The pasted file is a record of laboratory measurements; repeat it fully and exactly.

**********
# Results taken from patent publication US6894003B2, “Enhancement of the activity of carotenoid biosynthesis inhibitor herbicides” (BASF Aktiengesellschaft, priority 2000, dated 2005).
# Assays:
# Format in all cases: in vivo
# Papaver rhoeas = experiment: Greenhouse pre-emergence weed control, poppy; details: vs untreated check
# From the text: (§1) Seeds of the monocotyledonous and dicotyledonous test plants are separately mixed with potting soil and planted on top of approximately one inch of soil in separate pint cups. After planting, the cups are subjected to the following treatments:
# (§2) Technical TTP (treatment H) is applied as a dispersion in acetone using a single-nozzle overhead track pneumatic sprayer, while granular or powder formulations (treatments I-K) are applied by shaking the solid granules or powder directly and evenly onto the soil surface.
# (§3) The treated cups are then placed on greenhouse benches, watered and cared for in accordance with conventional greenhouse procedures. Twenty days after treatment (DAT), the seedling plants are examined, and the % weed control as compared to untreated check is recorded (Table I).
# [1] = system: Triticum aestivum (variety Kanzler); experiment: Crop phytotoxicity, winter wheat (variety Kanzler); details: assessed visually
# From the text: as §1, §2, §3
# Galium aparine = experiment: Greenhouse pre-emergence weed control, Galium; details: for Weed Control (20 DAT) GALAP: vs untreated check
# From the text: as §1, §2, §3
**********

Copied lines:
# Results taken from patent publication US6894003B2, “Enhancement of the activity of carotenoid biosynthesis inhibitor herbicides” (BASF Aktiengesellschaft, priority 2000, dated 2005).
# Assays:
# Format in all cases: in vivo
# Papaver rhoeas = experiment: Greenhouse pre-emergence weed control, poppy; details: vs untreated check
# From the text: (§1) Seeds of the monocotyledonous and dicotyledonous test plants are separately mixed with potting soil and planted on top of approximately one inch of soil in separate pint cups. After planting, the cups are subjected to the following treatments:
# (§2) Technical TTP (treatment H) is applied as a dispersion in acetone using a single-nozzle overhead track pneumatic sprayer, while granular or powder formulations (treatments I-K) are applied by shaking the solid granules or powder directly and evenly onto the soil surface.
# (§3) The treated cups are then placed on greenhouse benches, watered and cared for in accordance with conventional greenhouse procedures. Twenty days after treatment (DAT), the seedling plants are examined, and the % weed control as compared to untreated check is recorded (Table I).
# [1] = system: Triticum aestivum (variety Kanzler); experiment: Crop phytotoxicity, winter wheat (variety Kanzler); details: assessed visually
# From the text: as §1, §2, §3
# Galium aparine = experiment: Greenhouse pre-emergence weed control, Galium; details: for Weed Control (20 DAT) GALAP: vs untreated check
# From the text: as §1, §2, §3